Tuesday, October 11, 2005

Schreiner on Penal Substitutionary Atonement

In 2006 InterVarsity Press will publish a book containing Four Views on the Atonement, edited by James Beilby and Paul Eddy (both of Bethel College in St. Paul). The contributors will be Greg Boyd ("Christus Victor" view), Bruce Reichenbach ("Therapeutic" view), Joel Green (all views are equally true), and Thomas Schreiner ("Penal Substitutionary" view).

Professor Schreiner recently gave his paper at the Southern Baptist Theological Seminary. You can listen to it online: Penal Substitution as the Heart of the Gospel.

His talk can be outlined as follows:

  1. Introduction
  2. The Sinfulness of Humanity
  3. The Holiness of God
  4. The Sacrifice of Christ
  5. Concluding Reflections

And here is how his rich, exegetical address begins:

The theory of penal substitution is the heart and soul of an evangelical view of the atonement. I am not claiming that it is the only truth about the atonement taught in the scriptures. Nor am I claiming that penal substitution is emphasized in every piece of literature, or that every author articulates clearly penal substitution. I am claiming that penal substitution functions as the anchor and foundation for all other dimensions of the atonement when the scriptures are considered as a canonical whole. I define penal substitution as follows: The Father, because of his love for human beings, sent his Son (who offered himself willingly and gladly) to satisfy his justice, so that Christ took the place of sinners. The punishment and penalty we deserved was laid on Jesus Christ instead of us, so that in the cross both God’s holiness and love are manifested.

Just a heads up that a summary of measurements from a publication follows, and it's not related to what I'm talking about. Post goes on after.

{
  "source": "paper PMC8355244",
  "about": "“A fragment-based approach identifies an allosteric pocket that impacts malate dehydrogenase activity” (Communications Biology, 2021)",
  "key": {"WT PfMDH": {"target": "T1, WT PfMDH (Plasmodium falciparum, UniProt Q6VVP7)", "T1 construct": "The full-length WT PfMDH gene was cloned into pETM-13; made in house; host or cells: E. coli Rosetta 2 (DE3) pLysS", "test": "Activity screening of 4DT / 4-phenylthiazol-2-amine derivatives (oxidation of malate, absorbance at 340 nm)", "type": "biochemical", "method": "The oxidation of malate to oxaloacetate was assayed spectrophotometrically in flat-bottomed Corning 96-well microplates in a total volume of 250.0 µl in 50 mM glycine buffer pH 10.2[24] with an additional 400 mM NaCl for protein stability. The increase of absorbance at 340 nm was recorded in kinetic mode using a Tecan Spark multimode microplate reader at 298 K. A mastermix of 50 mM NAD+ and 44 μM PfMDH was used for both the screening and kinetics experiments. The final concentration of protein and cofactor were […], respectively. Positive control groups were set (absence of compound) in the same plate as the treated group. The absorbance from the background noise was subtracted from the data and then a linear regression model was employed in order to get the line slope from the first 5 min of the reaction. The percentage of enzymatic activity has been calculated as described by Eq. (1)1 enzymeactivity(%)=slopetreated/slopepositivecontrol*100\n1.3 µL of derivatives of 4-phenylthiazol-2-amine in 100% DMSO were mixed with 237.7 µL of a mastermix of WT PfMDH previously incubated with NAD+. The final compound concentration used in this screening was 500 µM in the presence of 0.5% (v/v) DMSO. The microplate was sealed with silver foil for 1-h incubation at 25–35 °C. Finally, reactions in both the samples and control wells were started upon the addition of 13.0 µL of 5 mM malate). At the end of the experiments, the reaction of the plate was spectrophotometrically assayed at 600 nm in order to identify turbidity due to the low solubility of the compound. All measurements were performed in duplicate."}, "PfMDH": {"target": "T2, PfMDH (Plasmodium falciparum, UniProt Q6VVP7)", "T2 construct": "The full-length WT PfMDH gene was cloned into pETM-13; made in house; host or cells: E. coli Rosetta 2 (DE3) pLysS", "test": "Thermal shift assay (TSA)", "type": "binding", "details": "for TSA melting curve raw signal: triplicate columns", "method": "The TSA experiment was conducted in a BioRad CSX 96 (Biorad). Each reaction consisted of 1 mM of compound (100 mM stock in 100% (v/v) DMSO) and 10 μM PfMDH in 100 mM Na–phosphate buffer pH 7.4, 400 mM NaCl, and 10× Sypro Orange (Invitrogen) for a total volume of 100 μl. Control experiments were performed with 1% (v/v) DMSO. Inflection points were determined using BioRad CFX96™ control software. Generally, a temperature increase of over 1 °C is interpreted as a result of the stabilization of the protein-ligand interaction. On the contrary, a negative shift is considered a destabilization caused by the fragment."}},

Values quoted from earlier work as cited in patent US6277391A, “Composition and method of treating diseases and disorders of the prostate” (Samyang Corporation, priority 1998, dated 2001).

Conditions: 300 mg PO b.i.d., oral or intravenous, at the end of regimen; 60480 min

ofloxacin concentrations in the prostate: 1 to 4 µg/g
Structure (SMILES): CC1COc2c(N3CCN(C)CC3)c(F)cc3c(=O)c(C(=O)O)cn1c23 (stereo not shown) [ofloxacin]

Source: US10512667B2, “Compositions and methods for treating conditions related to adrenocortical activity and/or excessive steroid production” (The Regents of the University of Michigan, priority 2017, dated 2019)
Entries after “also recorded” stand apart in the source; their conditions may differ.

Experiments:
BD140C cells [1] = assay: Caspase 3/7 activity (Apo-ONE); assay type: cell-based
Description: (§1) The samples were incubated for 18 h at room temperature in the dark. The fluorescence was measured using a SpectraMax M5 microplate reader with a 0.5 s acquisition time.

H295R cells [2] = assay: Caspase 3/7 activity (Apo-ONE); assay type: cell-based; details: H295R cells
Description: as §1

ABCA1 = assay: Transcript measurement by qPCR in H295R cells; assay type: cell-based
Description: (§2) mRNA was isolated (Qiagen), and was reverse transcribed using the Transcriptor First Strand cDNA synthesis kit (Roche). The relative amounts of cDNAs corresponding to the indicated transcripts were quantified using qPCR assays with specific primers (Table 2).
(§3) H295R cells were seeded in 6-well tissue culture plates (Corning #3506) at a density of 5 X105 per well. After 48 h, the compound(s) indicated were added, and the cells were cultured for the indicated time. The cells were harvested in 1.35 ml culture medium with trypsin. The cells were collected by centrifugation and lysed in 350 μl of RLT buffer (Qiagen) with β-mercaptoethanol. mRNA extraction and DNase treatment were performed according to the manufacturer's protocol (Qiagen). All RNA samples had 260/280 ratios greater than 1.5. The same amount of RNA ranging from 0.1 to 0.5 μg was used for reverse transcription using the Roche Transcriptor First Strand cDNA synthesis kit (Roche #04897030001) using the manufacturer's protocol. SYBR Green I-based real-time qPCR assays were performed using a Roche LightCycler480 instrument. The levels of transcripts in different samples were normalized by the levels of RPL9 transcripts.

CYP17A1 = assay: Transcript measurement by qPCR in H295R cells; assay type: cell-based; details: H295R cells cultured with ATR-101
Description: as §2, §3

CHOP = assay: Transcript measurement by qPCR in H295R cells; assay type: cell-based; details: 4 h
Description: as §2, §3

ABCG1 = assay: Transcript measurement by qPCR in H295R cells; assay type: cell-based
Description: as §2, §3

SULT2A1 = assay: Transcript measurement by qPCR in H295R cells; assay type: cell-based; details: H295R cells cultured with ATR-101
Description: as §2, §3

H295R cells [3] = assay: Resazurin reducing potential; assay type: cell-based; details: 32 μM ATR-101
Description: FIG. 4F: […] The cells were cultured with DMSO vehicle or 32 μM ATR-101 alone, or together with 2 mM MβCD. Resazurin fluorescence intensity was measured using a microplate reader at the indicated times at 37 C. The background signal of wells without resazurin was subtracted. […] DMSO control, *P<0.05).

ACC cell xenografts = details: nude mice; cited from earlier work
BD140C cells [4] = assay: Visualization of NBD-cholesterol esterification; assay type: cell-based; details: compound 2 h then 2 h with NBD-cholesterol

The riches of what God has accomplished in Christ for his people are not exhausted by penal substitution. The multifaceted character of the atonement must be recognized to do justice the canonical witness. God’s people are impoverished if Christ’s triumph over evil powers at the cross is slighted, or Christ’s exemplarly love is shoved to the side, or the healing bestowed on believers by Christ’s cross and resurrection is downplayed. While not denying the wide-ranging character of Christ’s atonement, I am arguing that penal substitution is foundational and the heart of the atonement.